Thursday, December 20, 2012

Replies to angry emails

Our last post featured time replies for emails. This post refers to Netiquette suggestions regarding angry emails and how to reply to them and avoid sending them. Please post any comments, questions or suggestions. Happy sending!

Angry Replies
           Before you react to in anger to an email or respond to one, consider some of the following points and then take appropriate actions.  Remember first and foremost that emails can last forever and that an angry reply will seldom result in anything positive.  The best approach is to consider the three Z’s namely Zero tolerance reaction, Zeal in replying and Zen attitude and tone.  To begin with, it is critical to understand what the cost of a flame war can be to all involved. A flame war is a term often used to describe email arguments which are unfriendly.  Many escalate into increasingly intensive language or tone. The second consideration is by creating a zero tolerance toward situations or persons. It may prove to be far more to lose than to gain.  The first step is to pause and not reply rapidly which will seldom prove to benefit either side (more of a Zen approach or the old count to 10 approach.

        By refraining from using zeal caused by anger, turn this instead into a situation where positives can occur.  Consider the facts which prompted what is or appears to be an angry communication.  Consideration should also be taken for any known or likely reasons that evoked an immediate negative reaction.  Attempt also to visualize before you send a reply how to minimize any further irritation for everyone.  When finally replying after a cooling won session, insure that, no matter what the outcome may be, matters are not made worse.

        Attempt to get clarification, inquire in such a way as to seek further information rather than assuming the worst.  Insure that no additional parties are brought into the communication.  This can scarcely be of benefit for anyone involved and can only exacerbate the situation.  Mail flame wars or multiple back and forth hostile email exchanges end up bringing in additional people and make it far more difficult to resolve what was started.  Keep in mind that it is easier and less painful to resolve what may initially be simple or innocent misunderstandings. 

        Sometimes, it may prove best not to respond to an angry email.  This may provide a useful cooling down interval and let a potentially time consuming and damaging situation dissipate harmlessly.  This situation can also contribute to increase anger from the original sender.  There are several items to keep in mind when weighing this option.  First, determine if a true question was asked or if an answer was asked for.  Secondly, consideration should be given if this is a personal, business or necessary contact to maintain.  Is the person or persons of significance to cause damage or continue a flame war with others you know?  Perhaps the sender was bluffing regarding a situation or blowing off steam.  Any of these considerations might have enough value to provide a logical reason to choose not to reply.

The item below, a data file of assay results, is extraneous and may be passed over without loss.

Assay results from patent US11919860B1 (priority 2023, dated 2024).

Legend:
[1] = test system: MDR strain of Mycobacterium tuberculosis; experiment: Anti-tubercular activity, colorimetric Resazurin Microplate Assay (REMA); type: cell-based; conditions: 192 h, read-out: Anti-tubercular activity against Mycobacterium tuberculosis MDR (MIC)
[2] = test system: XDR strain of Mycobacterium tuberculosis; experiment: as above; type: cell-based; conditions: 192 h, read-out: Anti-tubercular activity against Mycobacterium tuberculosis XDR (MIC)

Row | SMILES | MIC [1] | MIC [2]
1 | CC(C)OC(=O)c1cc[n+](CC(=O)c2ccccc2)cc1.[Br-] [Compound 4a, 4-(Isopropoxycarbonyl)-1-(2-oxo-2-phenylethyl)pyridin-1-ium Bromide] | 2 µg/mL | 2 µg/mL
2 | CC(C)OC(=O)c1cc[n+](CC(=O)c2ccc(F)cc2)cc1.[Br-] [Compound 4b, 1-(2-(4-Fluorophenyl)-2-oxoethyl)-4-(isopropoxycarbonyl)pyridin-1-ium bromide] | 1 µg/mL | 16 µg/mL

Finally, if one selects to reply, insure that there is not a clouding of judgment.  Take any steps such as a delay of an hour or even a day to provide for this.  Consider also direct contact.  The personal reaching out and contact may be just the solution.  Additionally make sure all reasonable considerations have been made to understand everyone’s point of view.  Realize that changing  another’s opinion, philosophy, feeling of being misunderstood or underappreciated may simply not be possible. Certainly it is far less possible than more personal methods.

        If and when one does reply they should keep true to the “Zen” of the three Z’s.  Senders should seek to appreciate and understand the position or condition which caused the situation.  When the objective reasoning is in place, then a reply can be created.  Senders should also go over any important items step by step.  Keep the text at a minimum with proper attention given to tone, attitude and normal Netiquette considerations.  Ask if your reply is deemed satisfactory or if it requires more information and inquire if a further response is necessary.

        If a determination has been made that an angry email sender is correct, it is essential to quickly reply and acknowledge what has been in error.  If corrective action needs to be taken, good Netiquette is to clearly state what this is and provide a reasonable timeline and explanation with all the particulars.  If an apology is in order, it is important that it is done without delay.  When this has been accomplished,  a response for status is good Netiquette.  If no response is given do not take offense.  The recipient may believe the matter is closed.  Lastly, decide if it is a reasonable action to inquire again, after an interval of at least several days if all is in order.  (If no response again occurs) state that the matter will be considered closed if no further communication regarding this matter is tendered.  At this point it is best to let the matter rest.

What is the world's most popular password?

1.) guest

2.) user

3.) 123456

4.) letmein

5.) qwerty

The corresct answer is number three, 123456.

Today's question/fact.

According to Google tremds, email is more popular than:

1.) Elvis

2.) Chocolate

3.) Beer

4.) Harry Potter

5.) All of the above

Please check with the next blog for the correct answer.

No comments:

Post a Comment